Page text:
The company (Cao, 2016). In other word, it

The Altman Z-score model is a
quantitative formula designed by Edward Altman. It is adopted by public or
private companies to measure a financial health and worthiness of a company (Cao,
2016). In other word, it is a financial model to anticipate the likelihood of
financial distress. It consists of five financial analysis ratios to determine
the probability of bankruptcy among companies by using some basic terms in
financial statements such as assets, liabilities, equity, earnings and others (InvestingAnswers,
2017). Altman Z-score has two outcomes which is positive and negative
indicators. If the company has a Z-Score that is positive and above 3.0, it
indicates that the likelihood of bankruptcy of a company is small and unlikely
to go for bankrupt is low. Oppositely, if the Z-Score of a company is below 1.8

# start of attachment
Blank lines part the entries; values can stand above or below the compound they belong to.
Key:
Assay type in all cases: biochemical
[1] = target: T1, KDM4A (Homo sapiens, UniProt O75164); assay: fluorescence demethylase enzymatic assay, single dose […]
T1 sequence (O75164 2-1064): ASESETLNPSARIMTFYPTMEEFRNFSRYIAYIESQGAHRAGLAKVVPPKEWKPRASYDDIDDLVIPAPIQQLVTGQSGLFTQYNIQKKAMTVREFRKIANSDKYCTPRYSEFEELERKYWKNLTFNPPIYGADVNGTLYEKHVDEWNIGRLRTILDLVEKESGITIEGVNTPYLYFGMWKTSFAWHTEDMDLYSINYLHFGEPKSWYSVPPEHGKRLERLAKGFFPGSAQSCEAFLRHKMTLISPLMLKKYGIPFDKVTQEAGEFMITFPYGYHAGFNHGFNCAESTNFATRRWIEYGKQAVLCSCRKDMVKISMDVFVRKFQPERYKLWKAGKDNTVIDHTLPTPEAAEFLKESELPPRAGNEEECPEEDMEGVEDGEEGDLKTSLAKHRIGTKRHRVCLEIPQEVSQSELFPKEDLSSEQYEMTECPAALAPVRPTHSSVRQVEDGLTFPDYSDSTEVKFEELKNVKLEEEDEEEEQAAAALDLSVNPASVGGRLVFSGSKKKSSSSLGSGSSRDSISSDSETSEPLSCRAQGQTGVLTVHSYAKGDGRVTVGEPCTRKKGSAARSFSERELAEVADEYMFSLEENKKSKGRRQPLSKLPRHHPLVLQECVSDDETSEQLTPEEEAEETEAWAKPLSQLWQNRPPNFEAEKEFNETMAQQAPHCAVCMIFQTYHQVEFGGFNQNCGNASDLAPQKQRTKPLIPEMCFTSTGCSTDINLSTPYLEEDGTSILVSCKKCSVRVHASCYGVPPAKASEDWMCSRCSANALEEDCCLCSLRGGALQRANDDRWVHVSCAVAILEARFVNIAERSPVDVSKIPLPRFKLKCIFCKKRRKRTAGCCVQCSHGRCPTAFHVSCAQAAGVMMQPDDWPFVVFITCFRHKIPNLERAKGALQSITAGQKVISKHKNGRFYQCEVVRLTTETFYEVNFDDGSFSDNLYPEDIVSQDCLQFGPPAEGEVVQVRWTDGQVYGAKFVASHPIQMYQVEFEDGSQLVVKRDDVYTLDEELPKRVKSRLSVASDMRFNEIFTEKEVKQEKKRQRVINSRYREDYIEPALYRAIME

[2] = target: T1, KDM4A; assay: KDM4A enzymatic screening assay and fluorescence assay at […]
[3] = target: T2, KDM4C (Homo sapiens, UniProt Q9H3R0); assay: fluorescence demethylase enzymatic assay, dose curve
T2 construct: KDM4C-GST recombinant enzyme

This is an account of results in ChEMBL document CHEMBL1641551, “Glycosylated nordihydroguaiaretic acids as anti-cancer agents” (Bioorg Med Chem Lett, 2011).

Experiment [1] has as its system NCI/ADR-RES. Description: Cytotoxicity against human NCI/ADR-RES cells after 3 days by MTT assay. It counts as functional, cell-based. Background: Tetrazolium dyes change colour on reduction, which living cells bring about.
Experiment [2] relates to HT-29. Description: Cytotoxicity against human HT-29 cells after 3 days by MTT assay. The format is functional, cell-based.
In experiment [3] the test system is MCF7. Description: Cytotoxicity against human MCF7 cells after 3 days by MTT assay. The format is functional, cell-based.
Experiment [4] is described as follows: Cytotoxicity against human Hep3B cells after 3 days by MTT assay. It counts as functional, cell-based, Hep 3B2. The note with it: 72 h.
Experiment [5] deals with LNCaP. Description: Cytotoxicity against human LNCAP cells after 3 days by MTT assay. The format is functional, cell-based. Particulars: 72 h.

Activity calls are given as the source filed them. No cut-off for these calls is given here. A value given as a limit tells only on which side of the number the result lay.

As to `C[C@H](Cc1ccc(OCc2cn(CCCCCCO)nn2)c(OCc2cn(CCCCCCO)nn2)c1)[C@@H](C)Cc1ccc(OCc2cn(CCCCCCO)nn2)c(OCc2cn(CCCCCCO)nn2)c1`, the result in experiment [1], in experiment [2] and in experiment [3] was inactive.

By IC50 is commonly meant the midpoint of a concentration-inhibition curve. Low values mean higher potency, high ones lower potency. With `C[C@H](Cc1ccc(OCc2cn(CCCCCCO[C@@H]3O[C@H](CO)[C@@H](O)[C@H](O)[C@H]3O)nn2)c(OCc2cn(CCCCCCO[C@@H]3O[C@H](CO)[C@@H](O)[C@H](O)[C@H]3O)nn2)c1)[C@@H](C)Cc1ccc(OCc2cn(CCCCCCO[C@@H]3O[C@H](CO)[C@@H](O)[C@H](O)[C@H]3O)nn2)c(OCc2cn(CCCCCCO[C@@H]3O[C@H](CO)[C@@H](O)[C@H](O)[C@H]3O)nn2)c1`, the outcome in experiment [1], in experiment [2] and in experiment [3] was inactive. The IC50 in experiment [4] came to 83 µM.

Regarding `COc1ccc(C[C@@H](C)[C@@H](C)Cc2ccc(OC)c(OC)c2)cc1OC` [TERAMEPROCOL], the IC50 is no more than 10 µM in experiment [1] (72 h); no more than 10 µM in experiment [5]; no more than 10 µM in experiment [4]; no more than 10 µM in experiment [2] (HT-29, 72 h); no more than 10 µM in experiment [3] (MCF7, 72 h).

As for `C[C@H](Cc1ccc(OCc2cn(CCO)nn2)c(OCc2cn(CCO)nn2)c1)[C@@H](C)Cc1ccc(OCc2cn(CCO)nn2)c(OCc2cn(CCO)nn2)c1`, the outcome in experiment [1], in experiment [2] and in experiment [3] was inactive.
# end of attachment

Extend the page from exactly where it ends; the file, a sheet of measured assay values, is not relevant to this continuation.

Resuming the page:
or negative, it indicates the higher probability that a company will go bankrupt
(Rouse, 2014). In summary, the higher the Altman Z-score, it is better for a
company. 

1.      Current ratio

The current ratio is a liquidity
ratio to evaluate the ability of a company to pay its short-term obligations
based on its current assets when they become due within a year. It is also
known as working capital ratio. It is a famous method that used by companies to
determine the short-term solvency position in business (Accountingformanagement,
2012). In others word, it measure the adequacy of current assets to meet its current
liabilities to determine whether it has sufficient resources to pay for its
debt in 12 months. In business, the higher the current ratio is better and